The almost exponential growth of the fringe economy during the mid-1990s was baffling, especially since real incomes were rising and the numbers of people in poverty were dropping. Nonetheless, many factors came together to foster the phenomenal growth of the fringe economy, including the rise in numbers of America’s working poor, welfare reform, high levels of immigration, the growth of the Internet, the increased financial stress that slow wage growth and the rising cost of necessities placed on the middle class; and liberal federal banking laws. In simple terms, a major reason for the growth in the fringe economy is that 43% of Americans annually spend more than they earn. A full appreciation of the growth of the fringe economy begins with an understanding of its customer base.18

The fringe economy primarily targets those who make less than the median family income of $50,000 and live from paycheck to paycheck. A second target is immigrants who have little experience with banking institutions in their home countries, or who come from countries where banks cater primarily to the wealthy. Each month the amount of money they earn is equivalent to, or less than, their living expenses for rent, utilities, food, clothing, and other necessities.

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The Fringe Auto Industry

Karger, Howard Jacob Berrett-Koehler Publishers ePub

Credit, the problem and solution to all of life’s problems.
–Vista Cars & Trucks, Houston, Texas

Owning a car has become a necessity in many American cities. In particular, many of the post-World War II car-based cities of the Midwest, Southwest, South, and West Coast have notoriously poor public transportation—fewer than 5% of U.S. roadways are served by public transportation. Having a reliable vehicle is important for getting to work on time, for picking up children in day care, for shopping at the lowest-priced stores, for visiting friends and family, and for finding employment. Vehicle ownership is also fertile ground for all types of fraud, from used-car purchases to auto title pawns, and even to tire rentals.146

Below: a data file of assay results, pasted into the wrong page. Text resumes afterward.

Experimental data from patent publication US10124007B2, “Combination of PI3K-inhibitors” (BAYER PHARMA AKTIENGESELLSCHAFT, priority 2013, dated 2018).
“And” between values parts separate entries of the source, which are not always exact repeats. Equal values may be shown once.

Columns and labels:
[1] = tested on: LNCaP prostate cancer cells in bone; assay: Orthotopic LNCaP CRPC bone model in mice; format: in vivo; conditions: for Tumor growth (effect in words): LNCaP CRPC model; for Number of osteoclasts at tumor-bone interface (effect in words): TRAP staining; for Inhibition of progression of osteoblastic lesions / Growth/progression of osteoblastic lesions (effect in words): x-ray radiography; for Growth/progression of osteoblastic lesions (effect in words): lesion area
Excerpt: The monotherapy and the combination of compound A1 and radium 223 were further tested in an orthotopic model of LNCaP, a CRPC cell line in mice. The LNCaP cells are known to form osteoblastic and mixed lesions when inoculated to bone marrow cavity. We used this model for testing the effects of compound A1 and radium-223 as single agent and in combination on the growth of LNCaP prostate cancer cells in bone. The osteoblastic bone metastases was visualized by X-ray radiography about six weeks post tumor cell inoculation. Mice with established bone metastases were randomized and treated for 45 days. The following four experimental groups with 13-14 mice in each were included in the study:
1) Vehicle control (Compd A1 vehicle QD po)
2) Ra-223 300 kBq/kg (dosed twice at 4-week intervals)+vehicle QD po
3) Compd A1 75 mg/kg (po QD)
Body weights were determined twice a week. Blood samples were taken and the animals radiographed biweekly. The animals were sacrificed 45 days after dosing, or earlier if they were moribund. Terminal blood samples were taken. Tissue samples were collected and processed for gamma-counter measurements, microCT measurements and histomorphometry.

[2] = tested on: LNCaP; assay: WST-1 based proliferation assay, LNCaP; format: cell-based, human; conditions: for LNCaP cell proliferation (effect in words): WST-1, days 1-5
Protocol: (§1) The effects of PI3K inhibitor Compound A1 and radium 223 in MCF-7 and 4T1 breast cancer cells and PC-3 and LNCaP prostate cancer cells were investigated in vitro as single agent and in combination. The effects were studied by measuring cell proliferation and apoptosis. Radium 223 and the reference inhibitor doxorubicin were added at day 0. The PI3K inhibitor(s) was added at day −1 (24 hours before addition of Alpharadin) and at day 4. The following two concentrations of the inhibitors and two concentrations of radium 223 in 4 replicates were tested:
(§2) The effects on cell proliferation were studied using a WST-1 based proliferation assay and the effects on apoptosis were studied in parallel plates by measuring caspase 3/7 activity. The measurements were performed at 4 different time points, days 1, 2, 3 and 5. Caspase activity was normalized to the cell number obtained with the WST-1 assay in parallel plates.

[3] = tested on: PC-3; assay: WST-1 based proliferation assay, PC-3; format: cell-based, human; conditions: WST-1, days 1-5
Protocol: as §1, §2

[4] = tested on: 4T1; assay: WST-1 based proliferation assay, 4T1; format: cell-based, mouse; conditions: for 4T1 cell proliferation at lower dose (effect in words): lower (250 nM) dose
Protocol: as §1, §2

This chapter explores some of the hurdles that the poor encounter when trying to find and keep basic transportation. In particular, it examines how the used-car industry is organized, the difficulties that the poor face when trying to find affordable used cars, the ins and outs of used-car financing, and subprime financing. It also looks at loosely regulated fringe auto insurers and auto title pawns. Finally, the chapter offers some solutions to help rein in the fringe auto economy.

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The Credit Card Industry

Karger, Howard Jacob Berrett-Koehler Publishers ePub

Money can’t buy you love, but a credit card can get you started.
–Robert D. Manning, Credit Card Nation

A profound revolution is taking place in the way we are meeting our financial needs. Although it is occurring largely off the radar screen, this change represents a fundamental shift in how a growing number of us access financial services and manage our day-to-day money matters. The basis of this revolution is the widespread expansion of credit.42

Credit is the cornerstone of the modern U.S. economy. We can use it as a cushion for unexpected medical expenses, car repairs, the replacement of an appliance, an emergency family loan, or a trip to visit ailing or dying relatives. It is also a bridge between real household earnings and consumption decisions.1 Credit allows us to purchase products or services immediately, some of which we would otherwise be unable to afford. Payment options are flexible for those of us with good credit, and collateral isn’t required. Middle-class people can purchase goods or borrow cash while they retain their possessions, since loans are secured by the borrower’s creditworthiness. Neither trust nor the presumption of goodwill exists in the fringe economy, however. A low-income or credit-challenged consumer who applies for a loan typically must provide collateral such as a secured bank account, a postdated check, household goods, or a car title.